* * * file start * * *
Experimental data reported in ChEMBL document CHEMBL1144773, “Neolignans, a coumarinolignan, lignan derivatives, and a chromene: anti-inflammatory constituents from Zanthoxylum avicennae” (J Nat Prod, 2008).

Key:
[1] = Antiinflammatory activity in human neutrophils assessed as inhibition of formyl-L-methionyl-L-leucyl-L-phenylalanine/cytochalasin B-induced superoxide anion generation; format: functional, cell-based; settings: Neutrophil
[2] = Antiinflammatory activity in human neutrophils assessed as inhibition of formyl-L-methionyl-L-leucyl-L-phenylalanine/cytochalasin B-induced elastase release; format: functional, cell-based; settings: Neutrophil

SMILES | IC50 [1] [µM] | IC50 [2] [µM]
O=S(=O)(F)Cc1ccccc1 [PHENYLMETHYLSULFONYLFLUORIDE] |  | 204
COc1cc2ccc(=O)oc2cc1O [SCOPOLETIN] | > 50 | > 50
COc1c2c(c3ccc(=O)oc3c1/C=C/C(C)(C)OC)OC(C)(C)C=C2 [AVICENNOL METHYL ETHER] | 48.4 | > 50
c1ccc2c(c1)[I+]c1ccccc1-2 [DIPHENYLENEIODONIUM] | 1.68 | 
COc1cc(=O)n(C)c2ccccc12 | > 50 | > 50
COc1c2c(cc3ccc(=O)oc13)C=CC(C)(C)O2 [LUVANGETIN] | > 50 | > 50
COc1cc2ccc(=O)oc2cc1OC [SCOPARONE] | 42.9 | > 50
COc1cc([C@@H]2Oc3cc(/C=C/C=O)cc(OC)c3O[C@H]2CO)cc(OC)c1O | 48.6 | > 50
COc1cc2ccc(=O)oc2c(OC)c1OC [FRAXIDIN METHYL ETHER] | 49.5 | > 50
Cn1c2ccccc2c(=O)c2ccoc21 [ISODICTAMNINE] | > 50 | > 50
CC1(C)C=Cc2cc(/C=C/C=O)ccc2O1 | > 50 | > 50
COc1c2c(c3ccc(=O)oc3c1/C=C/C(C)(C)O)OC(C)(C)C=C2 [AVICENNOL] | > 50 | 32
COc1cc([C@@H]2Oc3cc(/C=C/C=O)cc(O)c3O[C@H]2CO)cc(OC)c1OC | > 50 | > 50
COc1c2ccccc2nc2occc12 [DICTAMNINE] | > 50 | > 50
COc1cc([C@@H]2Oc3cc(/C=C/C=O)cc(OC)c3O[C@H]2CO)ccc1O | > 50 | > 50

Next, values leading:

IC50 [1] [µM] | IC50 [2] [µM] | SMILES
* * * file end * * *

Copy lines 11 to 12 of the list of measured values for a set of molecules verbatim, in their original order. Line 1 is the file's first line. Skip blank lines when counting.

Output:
COc1c2c(cc3ccc(=O)oc13)C=CC(C)(C)O2 [LUVANGETIN] | > 50 | > 50
COc1cc2ccc(=O)oc2cc1OC [SCOPARONE] | 42.9 | > 50